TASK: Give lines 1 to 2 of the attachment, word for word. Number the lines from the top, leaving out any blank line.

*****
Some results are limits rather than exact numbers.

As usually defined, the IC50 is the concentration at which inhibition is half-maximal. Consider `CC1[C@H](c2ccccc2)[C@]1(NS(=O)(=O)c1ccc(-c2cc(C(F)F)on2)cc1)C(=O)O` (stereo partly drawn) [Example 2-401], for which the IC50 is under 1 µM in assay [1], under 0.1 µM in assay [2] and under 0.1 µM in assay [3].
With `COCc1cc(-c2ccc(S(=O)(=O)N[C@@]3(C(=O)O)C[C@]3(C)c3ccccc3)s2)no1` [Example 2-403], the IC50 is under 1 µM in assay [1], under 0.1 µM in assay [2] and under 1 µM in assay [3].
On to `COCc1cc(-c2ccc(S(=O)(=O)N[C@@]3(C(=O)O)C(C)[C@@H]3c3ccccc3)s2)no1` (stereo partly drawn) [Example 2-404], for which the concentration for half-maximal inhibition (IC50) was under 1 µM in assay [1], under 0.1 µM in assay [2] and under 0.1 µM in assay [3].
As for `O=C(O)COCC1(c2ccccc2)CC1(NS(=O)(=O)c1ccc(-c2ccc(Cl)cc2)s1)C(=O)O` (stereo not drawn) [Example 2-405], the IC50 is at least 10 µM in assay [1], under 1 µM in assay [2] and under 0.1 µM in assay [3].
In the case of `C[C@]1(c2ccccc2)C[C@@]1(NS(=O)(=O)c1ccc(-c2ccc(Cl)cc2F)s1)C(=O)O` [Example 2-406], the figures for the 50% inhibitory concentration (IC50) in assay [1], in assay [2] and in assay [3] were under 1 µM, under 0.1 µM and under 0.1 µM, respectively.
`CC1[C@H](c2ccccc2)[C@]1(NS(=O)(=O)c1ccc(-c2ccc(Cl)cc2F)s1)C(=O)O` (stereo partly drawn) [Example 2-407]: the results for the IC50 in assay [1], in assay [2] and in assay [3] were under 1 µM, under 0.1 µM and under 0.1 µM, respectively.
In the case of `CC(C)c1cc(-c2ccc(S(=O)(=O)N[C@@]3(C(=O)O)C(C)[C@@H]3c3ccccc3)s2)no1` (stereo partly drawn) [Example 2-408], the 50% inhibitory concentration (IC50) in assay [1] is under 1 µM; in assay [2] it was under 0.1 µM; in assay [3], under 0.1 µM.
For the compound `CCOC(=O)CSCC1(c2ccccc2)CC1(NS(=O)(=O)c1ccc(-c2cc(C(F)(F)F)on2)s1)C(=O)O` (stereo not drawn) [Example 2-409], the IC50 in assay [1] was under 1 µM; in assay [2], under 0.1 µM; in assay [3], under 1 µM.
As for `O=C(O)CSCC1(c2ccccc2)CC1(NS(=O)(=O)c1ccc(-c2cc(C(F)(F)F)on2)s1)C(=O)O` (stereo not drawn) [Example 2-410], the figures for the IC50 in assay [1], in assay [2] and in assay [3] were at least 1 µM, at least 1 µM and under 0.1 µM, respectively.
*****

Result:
Some results are limits rather than exact numbers.

As usually defined, the IC50 is the concentration at which inhibition is half-maximal. Consider `CC1[C@H](c2ccccc2)[C@]1(NS(=O)(=O)c1ccc(-c2cc(C(F)F)on2)cc1)C(=O)O` (stereo partly drawn) [Example 2-401], for which the IC50 is under 1 µM in assay [1], under 0.1 µM in assay [2] and under 0.1 µM in assay [3].